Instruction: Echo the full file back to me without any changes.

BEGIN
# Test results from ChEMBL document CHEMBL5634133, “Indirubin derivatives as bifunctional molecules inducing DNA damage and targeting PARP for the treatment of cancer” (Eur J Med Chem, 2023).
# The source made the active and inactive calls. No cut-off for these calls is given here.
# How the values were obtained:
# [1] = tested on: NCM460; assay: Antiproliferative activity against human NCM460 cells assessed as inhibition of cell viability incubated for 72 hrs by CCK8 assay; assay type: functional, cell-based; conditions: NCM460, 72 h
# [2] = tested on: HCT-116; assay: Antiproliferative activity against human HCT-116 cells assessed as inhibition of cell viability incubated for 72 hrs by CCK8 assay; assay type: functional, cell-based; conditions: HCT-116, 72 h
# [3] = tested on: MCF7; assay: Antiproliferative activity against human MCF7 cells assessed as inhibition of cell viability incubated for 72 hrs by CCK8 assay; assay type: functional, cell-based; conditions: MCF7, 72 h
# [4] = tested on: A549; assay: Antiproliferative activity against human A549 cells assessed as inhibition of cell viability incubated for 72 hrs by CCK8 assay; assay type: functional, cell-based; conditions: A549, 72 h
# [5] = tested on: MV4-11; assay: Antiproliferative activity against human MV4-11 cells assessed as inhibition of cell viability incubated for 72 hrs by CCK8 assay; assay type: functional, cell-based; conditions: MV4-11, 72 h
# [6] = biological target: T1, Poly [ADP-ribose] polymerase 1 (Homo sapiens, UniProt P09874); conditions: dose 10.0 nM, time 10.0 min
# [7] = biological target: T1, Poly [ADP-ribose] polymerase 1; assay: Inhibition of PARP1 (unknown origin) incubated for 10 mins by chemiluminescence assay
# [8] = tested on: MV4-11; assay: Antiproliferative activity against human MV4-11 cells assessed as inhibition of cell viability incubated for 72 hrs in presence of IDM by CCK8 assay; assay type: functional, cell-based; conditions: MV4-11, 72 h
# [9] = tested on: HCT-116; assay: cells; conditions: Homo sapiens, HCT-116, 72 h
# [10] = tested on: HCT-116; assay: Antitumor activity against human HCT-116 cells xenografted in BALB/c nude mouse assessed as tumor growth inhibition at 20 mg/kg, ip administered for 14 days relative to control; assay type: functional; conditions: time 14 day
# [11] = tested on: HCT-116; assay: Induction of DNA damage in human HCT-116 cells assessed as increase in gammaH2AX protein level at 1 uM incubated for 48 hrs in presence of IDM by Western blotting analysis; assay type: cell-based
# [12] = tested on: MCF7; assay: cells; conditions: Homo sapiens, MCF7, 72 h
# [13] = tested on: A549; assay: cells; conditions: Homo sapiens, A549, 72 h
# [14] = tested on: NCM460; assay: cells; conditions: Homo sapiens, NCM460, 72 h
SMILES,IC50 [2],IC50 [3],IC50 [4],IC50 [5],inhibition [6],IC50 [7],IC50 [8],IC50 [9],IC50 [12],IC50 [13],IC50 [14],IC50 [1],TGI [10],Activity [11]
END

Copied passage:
# Test results from ChEMBL document CHEMBL5634133, “Indirubin derivatives as bifunctional molecules inducing DNA damage and targeting PARP for the treatment of cancer” (Eur J Med Chem, 2023).
# The source made the active and inactive calls. No cut-off for these calls is given here.
# How the values were obtained:
# [1] = tested on: NCM460; assay: Antiproliferative activity against human NCM460 cells assessed as inhibition of cell viability incubated for 72 hrs by CCK8 assay; assay type: functional, cell-based; conditions: NCM460, 72 h
# [2] = tested on: HCT-116; assay: Antiproliferative activity against human HCT-116 cells assessed as inhibition of cell viability incubated for 72 hrs by CCK8 assay; assay type: functional, cell-based; conditions: HCT-116, 72 h
# [3] = tested on: MCF7; assay: Antiproliferative activity against human MCF7 cells assessed as inhibition of cell viability incubated for 72 hrs by CCK8 assay; assay type: functional, cell-based; conditions: MCF7, 72 h
# [4] = tested on: A549; assay: Antiproliferative activity against human A549 cells assessed as inhibition of cell viability incubated for 72 hrs by CCK8 assay; assay type: functional, cell-based; conditions: A549, 72 h
# [5] = tested on: MV4-11; assay: Antiproliferative activity against human MV4-11 cells assessed as inhibition of cell viability incubated for 72 hrs by CCK8 assay; assay type: functional, cell-based; conditions: MV4-11, 72 h
# [6] = biological target: T1, Poly [ADP-ribose] polymerase 1 (Homo sapiens, UniProt P09874); conditions: dose 10.0 nM, time 10.0 min
# [7] = biological target: T1, Poly [ADP-ribose] polymerase 1; assay: Inhibition of PARP1 (unknown origin) incubated for 10 mins by chemiluminescence assay
# [8] = tested on: MV4-11; assay: Antiproliferative activity against human MV4-11 cells assessed as inhibition of cell viability incubated for 72 hrs in presence of IDM by CCK8 assay; assay type: functional, cell-based; conditions: MV4-11, 72 h
# [9] = tested on: HCT-116; assay: cells; conditions: Homo sapiens, HCT-116, 72 h
# [10] = tested on: HCT-116; assay: Antitumor activity against human HCT-116 cells xenografted in BALB/c nude mouse assessed as tumor growth inhibition at 20 mg/kg, ip administered for 14 days relative to control; assay type: functional; conditions: time 14 day
# [11] = tested on: HCT-116; assay: Induction of DNA damage in human HCT-116 cells assessed as increase in gammaH2AX protein level at 1 uM incubated for 48 hrs in presence of IDM by Western blotting analysis; assay type: cell-based
# [12] = tested on: MCF7; assay: cells; conditions: Homo sapiens, MCF7, 72 h
# [13] = tested on: A549; assay: cells; conditions: Homo sapiens, A549, 72 h
# [14] = tested on: NCM460; assay: cells; conditions: Homo sapiens, NCM460, 72 h
SMILES,IC50 [2],IC50 [3],IC50 [4],IC50 [5],inhibition [6],IC50 [7],IC50 [8],IC50 [9],IC50 [12],IC50 [13],IC50 [14],IC50 [1],TGI [10],Activity [11]